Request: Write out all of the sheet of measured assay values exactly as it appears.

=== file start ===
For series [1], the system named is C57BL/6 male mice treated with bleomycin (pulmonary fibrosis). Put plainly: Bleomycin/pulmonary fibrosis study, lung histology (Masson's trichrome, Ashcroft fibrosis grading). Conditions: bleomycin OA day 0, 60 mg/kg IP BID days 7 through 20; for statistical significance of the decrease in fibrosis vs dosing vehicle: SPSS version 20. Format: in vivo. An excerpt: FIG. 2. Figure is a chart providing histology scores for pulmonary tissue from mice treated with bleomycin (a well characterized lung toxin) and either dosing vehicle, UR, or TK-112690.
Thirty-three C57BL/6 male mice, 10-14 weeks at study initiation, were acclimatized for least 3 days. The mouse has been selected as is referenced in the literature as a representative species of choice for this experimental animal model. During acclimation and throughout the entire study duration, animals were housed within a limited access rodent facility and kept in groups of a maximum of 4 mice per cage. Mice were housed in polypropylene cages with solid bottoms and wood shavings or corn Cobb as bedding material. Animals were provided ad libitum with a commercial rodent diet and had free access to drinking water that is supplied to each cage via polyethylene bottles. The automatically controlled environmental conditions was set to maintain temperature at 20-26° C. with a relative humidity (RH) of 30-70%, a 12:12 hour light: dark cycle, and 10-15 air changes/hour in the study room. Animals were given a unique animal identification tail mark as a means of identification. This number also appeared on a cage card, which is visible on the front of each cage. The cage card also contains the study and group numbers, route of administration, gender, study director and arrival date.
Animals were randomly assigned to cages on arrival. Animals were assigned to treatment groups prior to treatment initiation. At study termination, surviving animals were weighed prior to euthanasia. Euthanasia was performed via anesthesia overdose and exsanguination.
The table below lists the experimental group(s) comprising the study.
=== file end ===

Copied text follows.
For series [1], the system named is C57BL/6 male mice treated with bleomycin (pulmonary fibrosis). Put plainly: Bleomycin/pulmonary fibrosis study, lung histology (Masson's trichrome, Ashcroft fibrosis grading). Conditions: bleomycin OA day 0, 60 mg/kg IP BID days 7 through 20; for statistical significance of the decrease in fibrosis vs dosing vehicle: SPSS version 20. Format: in vivo. An excerpt: FIG. 2. Figure is a chart providing histology scores for pulmonary tissue from mice treated with bleomycin (a well characterized lung toxin) and either dosing vehicle, UR, or TK-112690.
Thirty-three C57BL/6 male mice, 10-14 weeks at study initiation, were acclimatized for least 3 days. The mouse has been selected as is referenced in the literature as a representative species of choice for this experimental animal model. During acclimation and throughout the entire study duration, animals were housed within a limited access rodent facility and kept in groups of a maximum of 4 mice per cage. Mice were housed in polypropylene cages with solid bottoms and wood shavings or corn Cobb as bedding material. Animals were provided ad libitum with a commercial rodent diet and had free access to drinking water that is supplied to each cage via polyethylene bottles. The automatically controlled environmental conditions was set to maintain temperature at 20-26° C. with a relative humidity (RH) of 30-70%, a 12:12 hour light: dark cycle, and 10-15 air changes/hour in the study room. Animals were given a unique animal identification tail mark as a means of identification. This number also appeared on a cage card, which is visible on the front of each cage. The cage card also contains the study and group numbers, route of administration, gender, study director and arrival date.
Animals were randomly assigned to cages on arrival. Animals were assigned to treatment groups prior to treatment initiation. At study termination, surviving animals were weighed prior to euthanasia. Euthanasia was performed via anesthesia overdose and exsanguination.
The table below lists the experimental group(s) comprising the study.